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Recent Fed Actions Bring New Seriousness to Modern Monetary Theory

Chris Gaetano
Published Date:
Apr 15, 2020
The U.S. Federal Reserve over the past few weeks has been pumping trillions of dollars into the economy to prop up sagging markets, which the New York Times said have effectively been magicked into existence, lending new credibility to the once obscure idea known as modern monetary theory, which takes the term 'fiat currency' extremely literally.

Modern monetary theory is essentially the idea that, because money is nothing more than a social agreement between people and ultimately does not stand for anything real, a country that controls its own currency can never go broke, and so deficits don't matter. Proponents say that the typical way people think about government spending (it has a certain amount of money, and if it decides to buy something, it spends that money or, if it can't entirely afford it, it goes into debt, which then must be paid off with future earnings) is not the way things are actually done. Instead, they say, government does the exact opposite. The government decides it wants to buy something. It passes a budget resolution authorizing it. Then it instructs the Federal Reserve to simply create the necessary money needed to make the purchase. This is similar to how a bank, through the issuance of new loans, essentially creates money from whole cloth. This is why it is called fiat currency, as it is produced by fiat, rather than a commodity currency, which is linked to the supply of a physical commodity like gold.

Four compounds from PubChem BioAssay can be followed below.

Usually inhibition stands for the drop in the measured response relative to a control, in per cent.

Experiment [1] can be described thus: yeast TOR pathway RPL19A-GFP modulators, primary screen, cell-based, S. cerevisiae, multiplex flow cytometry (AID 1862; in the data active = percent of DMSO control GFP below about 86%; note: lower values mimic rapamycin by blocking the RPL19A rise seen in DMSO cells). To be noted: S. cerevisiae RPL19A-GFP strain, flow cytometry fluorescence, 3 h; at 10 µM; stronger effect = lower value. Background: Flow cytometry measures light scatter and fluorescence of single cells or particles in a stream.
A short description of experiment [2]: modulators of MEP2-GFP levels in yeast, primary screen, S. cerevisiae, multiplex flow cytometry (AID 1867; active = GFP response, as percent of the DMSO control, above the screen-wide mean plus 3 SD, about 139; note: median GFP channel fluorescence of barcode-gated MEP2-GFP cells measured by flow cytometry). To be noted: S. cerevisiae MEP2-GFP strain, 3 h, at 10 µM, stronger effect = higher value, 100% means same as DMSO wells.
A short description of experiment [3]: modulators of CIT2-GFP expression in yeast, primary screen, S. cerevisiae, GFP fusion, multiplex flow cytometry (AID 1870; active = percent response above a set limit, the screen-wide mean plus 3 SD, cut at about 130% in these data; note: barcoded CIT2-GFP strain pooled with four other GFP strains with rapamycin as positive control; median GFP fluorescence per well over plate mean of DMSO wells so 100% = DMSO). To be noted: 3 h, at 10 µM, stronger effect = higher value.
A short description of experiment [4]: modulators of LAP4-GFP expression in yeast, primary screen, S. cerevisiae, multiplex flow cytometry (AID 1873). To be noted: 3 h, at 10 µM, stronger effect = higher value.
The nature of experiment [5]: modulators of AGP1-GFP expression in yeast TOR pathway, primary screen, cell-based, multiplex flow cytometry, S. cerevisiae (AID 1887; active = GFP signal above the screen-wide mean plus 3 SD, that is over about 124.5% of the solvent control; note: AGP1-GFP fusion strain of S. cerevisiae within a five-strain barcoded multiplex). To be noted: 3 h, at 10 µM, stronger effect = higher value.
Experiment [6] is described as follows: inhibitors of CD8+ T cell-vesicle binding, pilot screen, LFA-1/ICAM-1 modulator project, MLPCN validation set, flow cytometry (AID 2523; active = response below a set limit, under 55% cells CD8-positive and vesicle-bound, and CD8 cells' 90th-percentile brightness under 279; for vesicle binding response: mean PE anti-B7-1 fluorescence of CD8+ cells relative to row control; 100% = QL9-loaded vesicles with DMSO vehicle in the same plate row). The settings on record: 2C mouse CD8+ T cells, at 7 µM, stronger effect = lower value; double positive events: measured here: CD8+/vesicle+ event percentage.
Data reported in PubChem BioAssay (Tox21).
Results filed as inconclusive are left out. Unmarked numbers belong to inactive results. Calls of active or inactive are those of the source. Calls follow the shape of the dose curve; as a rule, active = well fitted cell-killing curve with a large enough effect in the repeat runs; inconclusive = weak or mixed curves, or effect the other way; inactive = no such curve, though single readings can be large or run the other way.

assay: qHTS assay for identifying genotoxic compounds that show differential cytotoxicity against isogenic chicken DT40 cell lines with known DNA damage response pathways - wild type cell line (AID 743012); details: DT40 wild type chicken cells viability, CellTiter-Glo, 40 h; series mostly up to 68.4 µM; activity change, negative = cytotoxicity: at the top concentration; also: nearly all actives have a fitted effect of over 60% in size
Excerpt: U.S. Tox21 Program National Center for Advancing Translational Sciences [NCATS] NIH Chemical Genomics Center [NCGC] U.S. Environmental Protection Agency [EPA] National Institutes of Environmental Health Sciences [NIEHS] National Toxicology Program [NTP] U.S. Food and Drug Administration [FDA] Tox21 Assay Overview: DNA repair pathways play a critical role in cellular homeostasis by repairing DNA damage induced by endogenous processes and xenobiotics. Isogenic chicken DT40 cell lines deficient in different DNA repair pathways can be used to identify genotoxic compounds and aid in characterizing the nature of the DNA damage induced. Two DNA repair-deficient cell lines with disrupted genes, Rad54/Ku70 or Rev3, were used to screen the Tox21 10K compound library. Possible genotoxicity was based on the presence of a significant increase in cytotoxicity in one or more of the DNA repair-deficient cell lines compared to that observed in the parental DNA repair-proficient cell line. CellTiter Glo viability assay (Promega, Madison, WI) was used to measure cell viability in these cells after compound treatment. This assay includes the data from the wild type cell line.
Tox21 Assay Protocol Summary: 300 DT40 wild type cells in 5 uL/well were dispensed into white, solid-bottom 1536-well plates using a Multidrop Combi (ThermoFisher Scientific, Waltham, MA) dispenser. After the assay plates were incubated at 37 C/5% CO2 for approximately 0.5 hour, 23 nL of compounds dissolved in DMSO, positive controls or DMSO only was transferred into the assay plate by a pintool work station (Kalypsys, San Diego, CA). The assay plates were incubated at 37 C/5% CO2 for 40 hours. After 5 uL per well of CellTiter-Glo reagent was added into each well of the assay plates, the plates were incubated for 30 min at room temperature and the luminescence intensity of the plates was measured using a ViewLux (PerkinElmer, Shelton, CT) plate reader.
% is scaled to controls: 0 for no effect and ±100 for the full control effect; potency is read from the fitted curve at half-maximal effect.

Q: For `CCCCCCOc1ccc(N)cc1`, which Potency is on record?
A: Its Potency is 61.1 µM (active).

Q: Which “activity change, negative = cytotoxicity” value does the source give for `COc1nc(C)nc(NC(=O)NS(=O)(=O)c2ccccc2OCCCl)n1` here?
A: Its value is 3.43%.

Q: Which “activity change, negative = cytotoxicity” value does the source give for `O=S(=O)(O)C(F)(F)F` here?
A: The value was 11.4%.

The Times said that this is, in fact, pretty much exactly what the Federal Reserve has been doing with its various programs over the last few weeks. Beyond actions directly undertaken by the central bank, the Times notes that the federal government, through the CARES Act and other legislation, has sharply increased public debt, but that since the Fed has committed to buying this debt, the deficit has far more room to grow without adverse consequences. This is because, by law, bond proceeds are sent to the U.S. Treasury, which includes the Treasury bonds that it issued itself. This means the Treasury, when it pays off this debt, will be sending money to the Fed, which by law will then move most of this money back to the Treasury. It is effectively as if it never issued the bond in the first place, according to proponents.

This fiat currency does risk hyperinflation, however, as the amount of money grows faster than the goods and services available to spend it on. Modern Monetary Theory proponents point to taxation as one potential lever to control inflation, as this would effectively shrink the money supply to meet the current economy.

In the past, however, this idea has drawn major condemnation from prominent financial players. A diverse array of critics, ranging from liberal economist Paul Krugman to Federal Reserve Chair Jerome Powell to BlackRock CEO Larry Fink, have all panned the idea, with Fink himself recently saying it was "garbage."

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